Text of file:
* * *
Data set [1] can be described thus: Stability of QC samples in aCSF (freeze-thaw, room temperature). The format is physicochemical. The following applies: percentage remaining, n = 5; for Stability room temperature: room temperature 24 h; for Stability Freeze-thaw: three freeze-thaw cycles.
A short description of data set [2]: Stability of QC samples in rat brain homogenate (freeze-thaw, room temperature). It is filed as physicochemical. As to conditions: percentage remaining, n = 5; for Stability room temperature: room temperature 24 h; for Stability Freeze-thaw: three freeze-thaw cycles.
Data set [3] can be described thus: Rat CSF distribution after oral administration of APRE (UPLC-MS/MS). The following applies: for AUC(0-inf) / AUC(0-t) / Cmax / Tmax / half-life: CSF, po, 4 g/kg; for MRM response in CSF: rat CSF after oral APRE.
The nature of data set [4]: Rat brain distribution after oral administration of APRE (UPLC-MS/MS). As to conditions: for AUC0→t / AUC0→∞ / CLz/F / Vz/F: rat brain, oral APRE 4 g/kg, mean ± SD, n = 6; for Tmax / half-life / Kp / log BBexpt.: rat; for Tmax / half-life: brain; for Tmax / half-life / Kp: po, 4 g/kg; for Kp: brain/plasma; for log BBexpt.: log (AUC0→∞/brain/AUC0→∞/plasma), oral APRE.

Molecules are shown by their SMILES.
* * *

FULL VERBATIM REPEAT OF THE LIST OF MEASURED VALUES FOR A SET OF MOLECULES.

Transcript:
Data set [1] can be described thus: Stability of QC samples in aCSF (freeze-thaw, room temperature). The format is physicochemical. The following applies: percentage remaining, n = 5; for Stability room temperature: room temperature 24 h; for Stability Freeze-thaw: three freeze-thaw cycles.
A short description of data set [2]: Stability of QC samples in rat brain homogenate (freeze-thaw, room temperature). It is filed as physicochemical. As to conditions: percentage remaining, n = 5; for Stability room temperature: room temperature 24 h; for Stability Freeze-thaw: three freeze-thaw cycles.
Data set [3] can be described thus: Rat CSF distribution after oral administration of APRE (UPLC-MS/MS). The following applies: for AUC(0-inf) / AUC(0-t) / Cmax / Tmax / half-life: CSF, po, 4 g/kg; for MRM response in CSF: rat CSF after oral APRE.
The nature of data set [4]: Rat brain distribution after oral administration of APRE (UPLC-MS/MS). As to conditions: for AUC0→t / AUC0→∞ / CLz/F / Vz/F: rat brain, oral APRE 4 g/kg, mean ± SD, n = 6; for Tmax / half-life / Kp / log BBexpt.: rat; for Tmax / half-life: brain; for Tmax / half-life / Kp: po, 4 g/kg; for Kp: brain/plasma; for log BBexpt.: log (AUC0→∞/brain/AUC0→∞/plasma), oral APRE.

Molecules are shown by their SMILES.